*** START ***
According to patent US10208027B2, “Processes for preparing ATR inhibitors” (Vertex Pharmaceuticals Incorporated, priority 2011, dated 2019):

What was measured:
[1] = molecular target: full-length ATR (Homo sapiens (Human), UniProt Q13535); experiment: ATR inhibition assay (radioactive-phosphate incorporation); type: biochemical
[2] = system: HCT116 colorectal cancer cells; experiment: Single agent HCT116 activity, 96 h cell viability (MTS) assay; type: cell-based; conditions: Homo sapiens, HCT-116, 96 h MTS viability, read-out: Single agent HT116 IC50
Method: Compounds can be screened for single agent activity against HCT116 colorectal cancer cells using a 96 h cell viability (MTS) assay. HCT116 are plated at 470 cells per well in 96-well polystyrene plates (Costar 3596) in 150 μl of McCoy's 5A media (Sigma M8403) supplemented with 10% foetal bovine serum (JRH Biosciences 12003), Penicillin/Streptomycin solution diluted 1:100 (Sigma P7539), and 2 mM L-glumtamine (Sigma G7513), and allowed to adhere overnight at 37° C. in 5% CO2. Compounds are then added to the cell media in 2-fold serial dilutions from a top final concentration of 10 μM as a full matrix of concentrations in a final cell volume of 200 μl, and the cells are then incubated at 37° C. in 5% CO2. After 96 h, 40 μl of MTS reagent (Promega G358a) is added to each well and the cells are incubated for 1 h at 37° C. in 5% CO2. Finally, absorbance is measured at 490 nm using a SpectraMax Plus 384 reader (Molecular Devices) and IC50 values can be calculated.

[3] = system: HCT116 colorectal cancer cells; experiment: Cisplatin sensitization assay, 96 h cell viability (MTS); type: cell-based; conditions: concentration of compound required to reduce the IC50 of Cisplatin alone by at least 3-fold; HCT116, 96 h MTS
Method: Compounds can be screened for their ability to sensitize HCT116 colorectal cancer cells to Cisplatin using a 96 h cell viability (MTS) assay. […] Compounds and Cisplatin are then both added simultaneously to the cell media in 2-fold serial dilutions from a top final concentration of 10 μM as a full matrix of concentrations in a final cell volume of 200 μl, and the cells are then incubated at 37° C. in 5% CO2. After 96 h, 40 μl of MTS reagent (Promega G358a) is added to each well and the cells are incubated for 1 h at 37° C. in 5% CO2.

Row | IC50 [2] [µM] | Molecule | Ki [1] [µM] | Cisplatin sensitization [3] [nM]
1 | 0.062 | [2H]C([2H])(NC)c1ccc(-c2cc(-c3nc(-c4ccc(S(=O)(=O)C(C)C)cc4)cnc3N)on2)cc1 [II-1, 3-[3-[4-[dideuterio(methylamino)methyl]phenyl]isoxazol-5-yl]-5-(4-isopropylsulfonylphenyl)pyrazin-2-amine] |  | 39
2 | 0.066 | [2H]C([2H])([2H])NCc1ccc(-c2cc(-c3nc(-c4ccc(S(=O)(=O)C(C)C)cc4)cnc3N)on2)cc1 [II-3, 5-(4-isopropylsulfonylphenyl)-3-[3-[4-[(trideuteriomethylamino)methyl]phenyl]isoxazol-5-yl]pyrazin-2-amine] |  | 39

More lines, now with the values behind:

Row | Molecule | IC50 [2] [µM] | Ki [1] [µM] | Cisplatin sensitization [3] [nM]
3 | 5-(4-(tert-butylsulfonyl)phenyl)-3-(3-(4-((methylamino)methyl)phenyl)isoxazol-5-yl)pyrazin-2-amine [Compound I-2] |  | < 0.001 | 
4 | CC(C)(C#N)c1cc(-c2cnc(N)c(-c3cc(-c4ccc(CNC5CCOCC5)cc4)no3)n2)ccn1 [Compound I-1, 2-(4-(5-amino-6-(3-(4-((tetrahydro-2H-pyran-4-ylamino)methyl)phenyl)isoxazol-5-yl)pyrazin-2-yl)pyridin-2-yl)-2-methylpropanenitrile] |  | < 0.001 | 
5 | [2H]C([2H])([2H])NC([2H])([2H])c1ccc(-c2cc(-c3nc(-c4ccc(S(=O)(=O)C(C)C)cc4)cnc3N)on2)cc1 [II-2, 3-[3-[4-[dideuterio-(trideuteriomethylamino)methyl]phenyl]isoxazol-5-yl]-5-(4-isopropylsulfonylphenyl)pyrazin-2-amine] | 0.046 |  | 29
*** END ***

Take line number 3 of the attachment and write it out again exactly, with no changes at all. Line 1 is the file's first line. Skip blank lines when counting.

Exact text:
[1] = molecular target: full-length ATR (Homo sapiens (Human), UniProt Q13535); experiment: ATR inhibition assay (radioactive-phosphate incorporation); type: biochemical